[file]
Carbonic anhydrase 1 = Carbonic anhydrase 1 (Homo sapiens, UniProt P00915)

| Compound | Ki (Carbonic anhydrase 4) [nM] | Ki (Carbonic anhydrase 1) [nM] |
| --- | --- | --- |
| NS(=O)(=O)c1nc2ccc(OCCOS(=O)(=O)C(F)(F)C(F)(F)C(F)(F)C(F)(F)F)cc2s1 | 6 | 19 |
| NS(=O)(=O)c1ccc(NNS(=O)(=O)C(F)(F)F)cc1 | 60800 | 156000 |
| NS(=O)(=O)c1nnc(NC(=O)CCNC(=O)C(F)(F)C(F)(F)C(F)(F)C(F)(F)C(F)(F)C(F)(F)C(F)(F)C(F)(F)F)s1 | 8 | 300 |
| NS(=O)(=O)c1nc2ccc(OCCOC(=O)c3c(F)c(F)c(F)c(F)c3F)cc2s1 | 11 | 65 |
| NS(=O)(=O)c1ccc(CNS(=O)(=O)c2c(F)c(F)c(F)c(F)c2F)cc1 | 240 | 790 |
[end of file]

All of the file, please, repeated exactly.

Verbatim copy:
Carbonic anhydrase 1 = Carbonic anhydrase 1 (Homo sapiens, UniProt P00915)

| Compound | Ki (Carbonic anhydrase 4) [nM] | Ki (Carbonic anhydrase 1) [nM] |
| --- | --- | --- |
| NS(=O)(=O)c1nc2ccc(OCCOS(=O)(=O)C(F)(F)C(F)(F)C(F)(F)C(F)(F)F)cc2s1 | 6 | 19 |
| NS(=O)(=O)c1ccc(NNS(=O)(=O)C(F)(F)F)cc1 | 60800 | 156000 |
| NS(=O)(=O)c1nnc(NC(=O)CCNC(=O)C(F)(F)C(F)(F)C(F)(F)C(F)(F)C(F)(F)C(F)(F)C(F)(F)C(F)(F)F)s1 | 8 | 300 |
| NS(=O)(=O)c1nc2ccc(OCCOC(=O)c3c(F)c(F)c(F)c(F)c3F)cc2s1 | 11 | 65 |
| NS(=O)(=O)c1ccc(CNS(=O)(=O)c2c(F)c(F)c(F)c(F)c2F)cc1 | 240 | 790 |